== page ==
Speaking in advance of the debate Ulster Unionist Health Spokesperson Jo-Anne Dobson said:
“Last year’s budget reduction, along with a further proposed cut of 5-6% next year, is going to have a major impact on service provision. For instance fire stations all across Northern Ireland, including in the major towns of Armagh, Portadown, Coleraine, Antrim, Carrickfergus, Newtownards and Omagh have all now been identified for downgrading whilst other desperately needed station upgrades have been put on hold. In addition several other towns currently have no full-time cover, despite being identified as being higher risk. There is also a growing problem regarding the inadequate number of full-time firefighters across Northern Ireland
“Over recent years the cost of administration in the Northern Ireland Health Service, including in bodies such as the Health and Social Care Board, has spiralled out of control. For example the DHSSPS has spent £200m employing locum medical staff and over the last three years alone the number health administrators earning over £100,000 has doubled.
“Whilst much of the Health Service budget has been mismanaged over the last four years, the Northern Ireland Fire and Rescue Service has actually had its budget slashed from £81.6m to £69.7m: a major reduction before inflation is even considered. Having spoken to many of the men and women in the local service, I fear that a further cut will simply lead to even greater risk to public safety. That is why I am bringing this motion and why I am urging the Minister Simon Hamilton to listen and realise the dangers of what he is trying to push through.”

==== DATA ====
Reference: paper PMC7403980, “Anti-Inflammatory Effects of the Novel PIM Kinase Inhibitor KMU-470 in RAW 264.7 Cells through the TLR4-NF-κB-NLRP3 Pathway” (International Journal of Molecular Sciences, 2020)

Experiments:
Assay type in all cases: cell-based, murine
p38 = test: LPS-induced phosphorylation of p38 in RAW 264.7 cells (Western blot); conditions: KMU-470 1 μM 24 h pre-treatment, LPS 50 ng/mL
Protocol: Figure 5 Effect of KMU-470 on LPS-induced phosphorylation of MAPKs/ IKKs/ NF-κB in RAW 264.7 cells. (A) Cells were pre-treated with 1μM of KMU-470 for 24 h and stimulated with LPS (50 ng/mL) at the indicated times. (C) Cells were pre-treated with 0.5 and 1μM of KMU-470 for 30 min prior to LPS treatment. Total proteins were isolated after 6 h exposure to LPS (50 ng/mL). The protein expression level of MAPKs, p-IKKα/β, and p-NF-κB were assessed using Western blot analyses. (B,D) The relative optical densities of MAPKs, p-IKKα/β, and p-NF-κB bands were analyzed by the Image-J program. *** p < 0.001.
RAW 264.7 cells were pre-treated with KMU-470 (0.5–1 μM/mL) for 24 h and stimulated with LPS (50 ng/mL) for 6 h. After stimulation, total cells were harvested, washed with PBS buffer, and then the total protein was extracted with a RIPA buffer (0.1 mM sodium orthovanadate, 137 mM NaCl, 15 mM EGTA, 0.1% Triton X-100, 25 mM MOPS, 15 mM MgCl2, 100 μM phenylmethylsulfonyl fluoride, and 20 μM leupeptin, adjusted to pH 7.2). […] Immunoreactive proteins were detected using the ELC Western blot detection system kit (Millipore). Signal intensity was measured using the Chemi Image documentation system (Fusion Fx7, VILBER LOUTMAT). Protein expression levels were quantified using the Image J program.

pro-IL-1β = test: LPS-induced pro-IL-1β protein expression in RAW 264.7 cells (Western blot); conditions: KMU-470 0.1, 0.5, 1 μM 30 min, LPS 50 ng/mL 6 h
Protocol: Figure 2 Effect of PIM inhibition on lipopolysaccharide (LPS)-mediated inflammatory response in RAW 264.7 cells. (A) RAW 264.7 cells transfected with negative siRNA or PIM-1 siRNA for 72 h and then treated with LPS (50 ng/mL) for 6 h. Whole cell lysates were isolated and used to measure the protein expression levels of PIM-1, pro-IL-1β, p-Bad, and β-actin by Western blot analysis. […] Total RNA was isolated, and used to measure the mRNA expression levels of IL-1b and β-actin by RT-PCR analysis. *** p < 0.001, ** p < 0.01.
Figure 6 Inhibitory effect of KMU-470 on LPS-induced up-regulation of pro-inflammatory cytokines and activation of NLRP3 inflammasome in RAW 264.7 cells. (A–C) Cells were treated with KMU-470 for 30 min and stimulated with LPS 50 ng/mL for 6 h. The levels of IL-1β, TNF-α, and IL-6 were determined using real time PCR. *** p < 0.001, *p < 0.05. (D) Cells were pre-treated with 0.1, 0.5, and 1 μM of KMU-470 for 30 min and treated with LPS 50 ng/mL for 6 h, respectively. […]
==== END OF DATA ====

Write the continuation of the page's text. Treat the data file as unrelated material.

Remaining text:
Ulster Unionist Party MLA Michael McGimpsey has warned that cuts pose a major risk to safety of the public and the personnel working within in the Fire and Rescue service.
The South Belfast MLA said:
“The Northern Ireland Fire and Rescue Service has an incredibly important role not only in responding to fires, but also vehicle collisions and other emergency situations.
“However what is happening to emergency response times is frightening. For instance there has been a major deterioration over the last five years in how long it takes the first vehicles to arrive on the scene. In fires, or in situations where people are trapped in very dangerous environments, time is so important and therefore every moment of delay increases the risk of someone coming to harm.
“I think it is outrageous that our local fire service network has been targeted for major cuts in the way that it has. Simon Hamilton may consider our Fire and Rescue Service a dispensable luxury, but I don’t and nor does anyone else. That is why I am putting the gauntlet down in the Assembly on Monday. It’s up to all the other political parties now to send a clear signal that the current situation is simply not good enough.
“Our Fire and Rescue Service, as well as the selfless personnel within it, not only need to be shown the respect they deserve, but they need to be given the adequate resources so that they can carry out their role in a safe and effective manner.”